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The impact of diversity on workplace health & safety

by | Aug 18, 2020

Diversity in the workplace means many different things to many people depending on what side of the fence you might sit on. It is essential for all organisations to embrace and understand the impact of diversity on workplace healthy and safety

There are great benefits from having a diverse workforce. We know that a diverse workforce can lead to greater productivity that brings different talents together, all working together towards a common goal using different skill sets.

BUT, there can also be an increased level of risk to health and safety particularly in environments where machinery and equipment is involved. 

English is the common language spoken but for many workers from varying ethnicity both the spoken and written word is difficult and challenging. Hence the heightened need for employers to review all practices relating to work health safety. 

From the moment a new employee walks into your workplace the potential for an incident to happen is there and the risk is even higher when English is not the first language.

In the manufacturing environment there is a greater risk to the health and safety of the worker due to the language barrier. The language barrier makes it difficult to give direction, explain expectations and provide instruction on how a piece of plant and equipment must be operated.

It is the responsibility of employers not to put their workers at risk. Work Health Safety law states that employers are obligated to detect safety risks.

By implementing the 6 key principles below you will be well on your way to reducing risk and create a more inclusive workforce.


  • Policies, procedures and inductions should be developed and reflect the language needs of the workforce.
  • Implementing these will send a clear message to all workers that safety is taken seriously.
  • The induction is the very first starting point to communicate these to the employee and must be revisited on a regular basis.


  • Traditional written instructions will be next to useless if they cannot be read or understood by certain workers.
  • Employers should access training plans for language, literacy and cultural barriers.
  • The assessment should consider what training budget should be set aside for bilingual trainers, interpreters and new guidance material.
  • Consider creating audio-visual aids for all plant and equipment.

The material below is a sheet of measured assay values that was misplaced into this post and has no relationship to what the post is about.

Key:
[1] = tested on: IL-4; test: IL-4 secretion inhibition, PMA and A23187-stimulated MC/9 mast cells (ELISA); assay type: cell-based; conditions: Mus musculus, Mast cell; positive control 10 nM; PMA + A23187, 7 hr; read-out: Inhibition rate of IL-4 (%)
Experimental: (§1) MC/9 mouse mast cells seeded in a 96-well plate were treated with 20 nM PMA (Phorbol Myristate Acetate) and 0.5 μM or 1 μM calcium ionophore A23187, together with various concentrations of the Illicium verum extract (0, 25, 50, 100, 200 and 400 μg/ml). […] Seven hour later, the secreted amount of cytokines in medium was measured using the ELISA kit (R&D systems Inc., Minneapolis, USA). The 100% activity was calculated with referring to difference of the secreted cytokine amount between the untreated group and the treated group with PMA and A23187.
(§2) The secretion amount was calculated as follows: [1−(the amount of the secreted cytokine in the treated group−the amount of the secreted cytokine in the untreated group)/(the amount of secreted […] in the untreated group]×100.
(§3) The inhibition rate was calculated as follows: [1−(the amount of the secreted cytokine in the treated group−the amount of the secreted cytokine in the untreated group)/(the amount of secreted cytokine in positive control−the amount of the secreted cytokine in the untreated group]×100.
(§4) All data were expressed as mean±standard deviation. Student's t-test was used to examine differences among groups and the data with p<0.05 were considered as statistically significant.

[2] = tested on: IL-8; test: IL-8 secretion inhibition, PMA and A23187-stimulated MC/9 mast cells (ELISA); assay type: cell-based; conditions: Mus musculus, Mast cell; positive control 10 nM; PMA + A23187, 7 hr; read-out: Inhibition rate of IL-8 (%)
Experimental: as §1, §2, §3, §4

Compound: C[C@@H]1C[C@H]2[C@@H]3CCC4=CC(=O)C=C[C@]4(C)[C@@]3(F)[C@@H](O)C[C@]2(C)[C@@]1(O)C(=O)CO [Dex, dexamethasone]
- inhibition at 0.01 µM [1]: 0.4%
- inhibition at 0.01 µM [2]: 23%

• Understand the cultural differences and work practices that are ok in other countries are not acceptable in Australia.
  • But, also consider that there maybe work practices that may improve on your current practices.


  • Consultation is such an important part of creating a safe work place and it is a mandatory.
  • This happens via the weekly catch ups and Toolbox Talks.
  • All workers must also feel they can speak up and raise any safety concerns.


  • All forms of communication need to be as simple as possible when creating safety messages. KIS = Keep it simple.
  • Include other languages to suit your workforce.
  • All instructions should be in a step by step logical sequence.
  • Avoid using jargon and overly technical terms.
  • Do not rely on written forms; use verbal, visual and audio.
  • Make sure all signage includes a picture and not just words.


  • All those in leadership roles such as supervisors and team leaders must be trained on how to communicate to employees from diverse backgrounds.
  • Ultimately supervisors and team leaders have a primary responsibility for health and safety. The must act and point out potential hazards and preventative measures to all employees.
  • In particular, they need to have a higher awareness for the workers who cannot speak or have limited English.


  • When recruiting workers who have language and literacy requirements there needs to be a process that will outline what the skills are required for the role and whether the potential employee can match these skills.
  • When done badly an employer opens themselves up for a possible discrimination claim.

Don’t hesitate to call or email us for our comprehensive Checklist on reducing risk when employing workers with diverse backgrounds.

Maureen Kyne



Maureen Kyne

Maureen is a leading authority in workplace bullying, sexual harassment and discrimination. With qualifications and a career spanning nursing, manufacturing, construction, transport, HR, IR & WHS she brings wide-ranging experiences.

Having lived and worked in both regional towns and capital cities, Maureen understands the economic and workplace pressures faced across diverse environments from harvesting sheds in farming communities to metropolitan corporate boardrooms.

Maureen presents with a warm demeanour and easy conversational style yet is fearless in raising the issues most prefer to avoid. Whether wearing a prevention, detection or correction bullying hat, Maureen knows how to peel back the layers and get to the root cause of the toughest and most complex situations.

Respect drives change and as a confidante and training facilitator Maureen will do what it takes to save lives and build better futures.


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